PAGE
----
Restaurant Development & Design

SEP-OCT 2018

restaurant development + design is a user-driven resource for restaurant professionals charged with building new locations and remodeling existing units.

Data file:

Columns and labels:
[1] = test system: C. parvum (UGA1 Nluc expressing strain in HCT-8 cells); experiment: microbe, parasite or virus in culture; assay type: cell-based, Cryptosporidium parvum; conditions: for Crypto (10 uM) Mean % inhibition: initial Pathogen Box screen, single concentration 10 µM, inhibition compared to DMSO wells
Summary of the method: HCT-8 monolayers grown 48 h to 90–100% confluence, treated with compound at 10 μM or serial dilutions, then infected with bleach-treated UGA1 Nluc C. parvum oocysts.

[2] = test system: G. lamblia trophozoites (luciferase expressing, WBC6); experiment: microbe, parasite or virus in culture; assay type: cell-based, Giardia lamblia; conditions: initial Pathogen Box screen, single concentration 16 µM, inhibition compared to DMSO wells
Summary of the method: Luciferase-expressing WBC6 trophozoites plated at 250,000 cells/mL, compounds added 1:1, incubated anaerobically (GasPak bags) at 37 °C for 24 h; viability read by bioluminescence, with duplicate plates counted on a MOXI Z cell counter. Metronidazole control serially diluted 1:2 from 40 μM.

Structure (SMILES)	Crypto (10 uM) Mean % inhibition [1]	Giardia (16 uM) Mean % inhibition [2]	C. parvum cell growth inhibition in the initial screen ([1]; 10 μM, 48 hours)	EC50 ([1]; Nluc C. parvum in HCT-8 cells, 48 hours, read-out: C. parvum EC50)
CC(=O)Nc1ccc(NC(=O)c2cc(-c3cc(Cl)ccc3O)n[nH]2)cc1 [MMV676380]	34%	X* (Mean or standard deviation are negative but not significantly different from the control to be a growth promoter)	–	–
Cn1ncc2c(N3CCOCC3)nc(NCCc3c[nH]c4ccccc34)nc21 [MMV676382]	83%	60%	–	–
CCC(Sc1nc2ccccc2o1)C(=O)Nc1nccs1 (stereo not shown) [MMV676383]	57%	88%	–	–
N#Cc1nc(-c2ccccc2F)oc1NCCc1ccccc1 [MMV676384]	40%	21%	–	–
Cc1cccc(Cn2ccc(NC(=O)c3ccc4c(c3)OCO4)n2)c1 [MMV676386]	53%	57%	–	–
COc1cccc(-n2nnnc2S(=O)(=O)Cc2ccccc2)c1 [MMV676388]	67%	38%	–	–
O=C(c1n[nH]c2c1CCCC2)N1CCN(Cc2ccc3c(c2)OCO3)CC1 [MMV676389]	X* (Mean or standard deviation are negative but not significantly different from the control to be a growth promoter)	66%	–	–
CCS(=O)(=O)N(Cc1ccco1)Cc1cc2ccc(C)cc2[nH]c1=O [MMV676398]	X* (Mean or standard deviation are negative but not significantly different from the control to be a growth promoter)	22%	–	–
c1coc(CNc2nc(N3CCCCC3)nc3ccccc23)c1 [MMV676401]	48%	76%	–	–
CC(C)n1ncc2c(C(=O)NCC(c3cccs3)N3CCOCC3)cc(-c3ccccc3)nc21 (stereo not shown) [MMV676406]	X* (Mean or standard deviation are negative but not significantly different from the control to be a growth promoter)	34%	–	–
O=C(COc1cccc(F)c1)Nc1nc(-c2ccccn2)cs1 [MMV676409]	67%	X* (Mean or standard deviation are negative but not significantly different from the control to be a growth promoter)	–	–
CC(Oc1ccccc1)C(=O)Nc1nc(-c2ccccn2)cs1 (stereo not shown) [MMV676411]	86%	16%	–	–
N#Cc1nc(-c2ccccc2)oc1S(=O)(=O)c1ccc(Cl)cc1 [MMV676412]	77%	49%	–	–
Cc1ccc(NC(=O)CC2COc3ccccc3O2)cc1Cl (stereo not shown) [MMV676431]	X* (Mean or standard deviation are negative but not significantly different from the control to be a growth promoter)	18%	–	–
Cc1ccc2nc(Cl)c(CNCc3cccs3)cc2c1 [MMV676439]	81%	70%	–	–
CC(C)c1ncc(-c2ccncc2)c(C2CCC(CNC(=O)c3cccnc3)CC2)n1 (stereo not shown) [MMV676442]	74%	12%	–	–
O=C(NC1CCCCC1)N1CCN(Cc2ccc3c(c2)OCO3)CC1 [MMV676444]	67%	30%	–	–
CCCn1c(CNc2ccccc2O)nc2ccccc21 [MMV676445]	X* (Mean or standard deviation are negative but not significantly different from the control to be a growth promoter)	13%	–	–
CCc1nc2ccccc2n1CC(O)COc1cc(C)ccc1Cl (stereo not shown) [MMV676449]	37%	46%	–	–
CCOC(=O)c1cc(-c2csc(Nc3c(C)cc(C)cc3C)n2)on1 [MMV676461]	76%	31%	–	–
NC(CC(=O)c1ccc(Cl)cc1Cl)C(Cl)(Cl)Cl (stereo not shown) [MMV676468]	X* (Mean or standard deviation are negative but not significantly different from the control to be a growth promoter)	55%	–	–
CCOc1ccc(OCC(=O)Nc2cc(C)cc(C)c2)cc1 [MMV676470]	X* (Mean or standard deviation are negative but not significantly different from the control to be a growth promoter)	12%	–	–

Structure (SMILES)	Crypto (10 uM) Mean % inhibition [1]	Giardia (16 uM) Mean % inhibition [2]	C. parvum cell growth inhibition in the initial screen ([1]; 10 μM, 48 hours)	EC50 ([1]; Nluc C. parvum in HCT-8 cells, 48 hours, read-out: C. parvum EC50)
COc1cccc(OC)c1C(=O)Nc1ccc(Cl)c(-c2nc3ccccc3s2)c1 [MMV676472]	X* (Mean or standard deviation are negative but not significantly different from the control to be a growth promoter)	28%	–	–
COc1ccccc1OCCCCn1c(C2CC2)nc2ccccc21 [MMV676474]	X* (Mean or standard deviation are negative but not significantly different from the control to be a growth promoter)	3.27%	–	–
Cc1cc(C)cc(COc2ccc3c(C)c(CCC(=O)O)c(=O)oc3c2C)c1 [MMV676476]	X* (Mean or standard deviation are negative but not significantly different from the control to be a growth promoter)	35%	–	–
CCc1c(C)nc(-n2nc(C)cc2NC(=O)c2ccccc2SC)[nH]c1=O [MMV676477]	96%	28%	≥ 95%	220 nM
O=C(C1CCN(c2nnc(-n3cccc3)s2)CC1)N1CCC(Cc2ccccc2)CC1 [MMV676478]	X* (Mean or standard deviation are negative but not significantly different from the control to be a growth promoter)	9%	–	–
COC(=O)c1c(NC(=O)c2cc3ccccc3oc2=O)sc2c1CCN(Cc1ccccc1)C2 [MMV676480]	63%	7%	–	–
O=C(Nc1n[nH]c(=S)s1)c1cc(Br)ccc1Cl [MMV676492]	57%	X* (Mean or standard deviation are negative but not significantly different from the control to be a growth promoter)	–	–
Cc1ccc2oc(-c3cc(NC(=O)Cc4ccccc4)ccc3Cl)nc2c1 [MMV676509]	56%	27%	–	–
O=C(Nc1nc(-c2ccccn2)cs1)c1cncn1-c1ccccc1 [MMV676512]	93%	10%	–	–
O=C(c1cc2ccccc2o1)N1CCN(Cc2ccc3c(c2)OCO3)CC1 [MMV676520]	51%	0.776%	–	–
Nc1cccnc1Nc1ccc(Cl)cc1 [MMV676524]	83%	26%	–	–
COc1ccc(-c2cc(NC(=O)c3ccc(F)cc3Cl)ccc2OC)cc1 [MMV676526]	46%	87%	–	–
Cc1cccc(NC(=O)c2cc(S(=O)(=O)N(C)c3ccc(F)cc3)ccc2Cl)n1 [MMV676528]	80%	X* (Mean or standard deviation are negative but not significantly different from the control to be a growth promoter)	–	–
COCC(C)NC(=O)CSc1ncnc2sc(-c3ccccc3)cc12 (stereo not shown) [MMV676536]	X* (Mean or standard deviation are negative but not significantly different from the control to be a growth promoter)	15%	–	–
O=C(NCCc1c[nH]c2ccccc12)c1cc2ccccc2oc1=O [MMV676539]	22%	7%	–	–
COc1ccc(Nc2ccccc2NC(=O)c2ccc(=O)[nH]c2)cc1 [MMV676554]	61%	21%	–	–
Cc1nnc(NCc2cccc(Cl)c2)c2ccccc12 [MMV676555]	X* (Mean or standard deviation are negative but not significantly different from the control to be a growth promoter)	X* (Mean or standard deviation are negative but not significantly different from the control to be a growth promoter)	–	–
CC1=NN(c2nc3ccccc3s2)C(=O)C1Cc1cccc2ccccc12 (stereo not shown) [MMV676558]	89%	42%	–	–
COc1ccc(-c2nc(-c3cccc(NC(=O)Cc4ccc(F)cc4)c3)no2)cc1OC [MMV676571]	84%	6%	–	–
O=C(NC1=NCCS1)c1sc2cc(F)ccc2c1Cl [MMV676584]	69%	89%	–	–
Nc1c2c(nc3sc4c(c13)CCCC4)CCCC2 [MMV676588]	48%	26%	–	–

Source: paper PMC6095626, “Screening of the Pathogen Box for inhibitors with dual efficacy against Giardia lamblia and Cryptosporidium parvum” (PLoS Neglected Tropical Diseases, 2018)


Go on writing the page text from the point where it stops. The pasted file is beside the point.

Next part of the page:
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S E P T E M B E R / O C T O B E R 2 0 1 8 • r e s t a u r a n t d e v e l o p m e n t + d e s i g n • 4 3 By Caroline Perkins A ccording to Yogi Berra, "The future ain't what it used to be." As it turns out, he could have been talking about today's restaurant industry. For decades, the restaurant of the future was expected to be more of the same, tweaked a little here and there but essentially featuring no sig- nificant advances. When the future arrived, it was what it used to be. Today, that notion is far from true. Three disruptive events continue to shape the outlook for the restaurant of the future: labor issues, which include a shortage of qualified people and higher costs of employment; growing demand for convenience; and skyrocketing real estate costs. As a result, in five years, the restaurant industry will not be what it used to be. Virtually all aspects of a restaurant will continue to evolve, as will the way consumers use restaurants. The labor situation is critical. Unemployment remains at historic lows, which means restaurants continue to compete for qualified people — if they can find them. And when a restaurant operator does find someone qualified, they have to pay them more to remain competitive with other businesses. None of this takes into account some cultural changes shaping the Ameri- can workforce. "For the first time, teenagers are choosing not to go to work in restaurants for their first job," points out Fred LeFranc, change agent of Results Thru Strategy. "In this gig economy, other jobs pay more than minimum wage." To help offset the scarcity and higher cost of labor, progressive operators continue to turn to technology. TECHNOLOGY AND CONVENIENCE: THE RESTAURANT OF THE FUTURE

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